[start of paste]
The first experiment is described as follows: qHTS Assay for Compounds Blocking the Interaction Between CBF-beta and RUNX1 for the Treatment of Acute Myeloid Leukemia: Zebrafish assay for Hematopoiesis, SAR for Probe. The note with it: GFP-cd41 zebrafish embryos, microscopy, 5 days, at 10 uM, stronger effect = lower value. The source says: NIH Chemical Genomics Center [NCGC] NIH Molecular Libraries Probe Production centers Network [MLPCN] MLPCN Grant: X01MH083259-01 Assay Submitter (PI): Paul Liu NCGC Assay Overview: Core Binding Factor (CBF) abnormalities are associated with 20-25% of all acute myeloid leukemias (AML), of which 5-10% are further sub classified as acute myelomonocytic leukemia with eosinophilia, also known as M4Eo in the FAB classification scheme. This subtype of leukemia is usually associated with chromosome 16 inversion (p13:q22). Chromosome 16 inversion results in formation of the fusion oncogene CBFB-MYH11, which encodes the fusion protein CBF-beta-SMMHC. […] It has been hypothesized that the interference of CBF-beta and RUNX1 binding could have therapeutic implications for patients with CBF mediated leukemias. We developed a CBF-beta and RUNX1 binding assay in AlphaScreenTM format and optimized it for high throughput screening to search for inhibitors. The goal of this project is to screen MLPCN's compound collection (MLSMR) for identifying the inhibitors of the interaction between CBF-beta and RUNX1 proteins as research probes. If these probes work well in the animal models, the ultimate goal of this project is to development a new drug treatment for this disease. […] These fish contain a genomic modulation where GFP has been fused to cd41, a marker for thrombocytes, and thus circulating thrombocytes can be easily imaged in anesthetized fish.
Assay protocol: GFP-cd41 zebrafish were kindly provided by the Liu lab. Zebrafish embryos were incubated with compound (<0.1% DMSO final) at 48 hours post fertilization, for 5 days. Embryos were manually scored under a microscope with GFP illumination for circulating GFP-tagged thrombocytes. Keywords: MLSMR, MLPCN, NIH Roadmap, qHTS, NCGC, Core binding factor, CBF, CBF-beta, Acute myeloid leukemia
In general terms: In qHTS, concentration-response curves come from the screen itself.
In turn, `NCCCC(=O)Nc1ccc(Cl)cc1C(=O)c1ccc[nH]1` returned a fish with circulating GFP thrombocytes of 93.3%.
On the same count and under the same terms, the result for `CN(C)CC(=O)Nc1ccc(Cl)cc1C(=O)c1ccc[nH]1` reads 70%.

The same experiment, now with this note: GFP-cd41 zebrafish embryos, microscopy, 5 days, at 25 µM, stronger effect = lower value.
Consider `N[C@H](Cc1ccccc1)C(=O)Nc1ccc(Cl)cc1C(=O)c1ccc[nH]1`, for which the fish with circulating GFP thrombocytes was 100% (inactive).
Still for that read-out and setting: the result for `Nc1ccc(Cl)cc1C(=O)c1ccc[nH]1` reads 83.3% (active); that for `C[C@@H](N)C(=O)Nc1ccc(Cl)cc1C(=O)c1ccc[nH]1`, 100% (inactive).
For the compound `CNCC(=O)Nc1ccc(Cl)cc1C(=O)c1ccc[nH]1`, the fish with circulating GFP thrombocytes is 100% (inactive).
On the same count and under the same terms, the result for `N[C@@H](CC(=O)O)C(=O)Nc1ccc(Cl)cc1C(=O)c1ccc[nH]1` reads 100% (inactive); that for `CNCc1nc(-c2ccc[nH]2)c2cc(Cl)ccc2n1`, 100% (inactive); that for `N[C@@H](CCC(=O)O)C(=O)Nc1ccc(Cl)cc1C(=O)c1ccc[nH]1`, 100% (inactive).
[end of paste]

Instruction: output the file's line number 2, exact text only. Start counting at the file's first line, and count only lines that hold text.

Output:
Assay protocol: GFP-cd41 zebrafish were kindly provided by the Liu lab. Zebrafish embryos were incubated with compound (<0.1% DMSO final) at 48 hours post fertilization, for 5 days. Embryos were manually scored under a microscope with GFP illumination for circulating GFP-tagged thrombocytes. Keywords: MLSMR, MLPCN, NIH Roadmap, qHTS, NCGC, Core binding factor, CBF, CBF-beta, Acute myeloid leukemia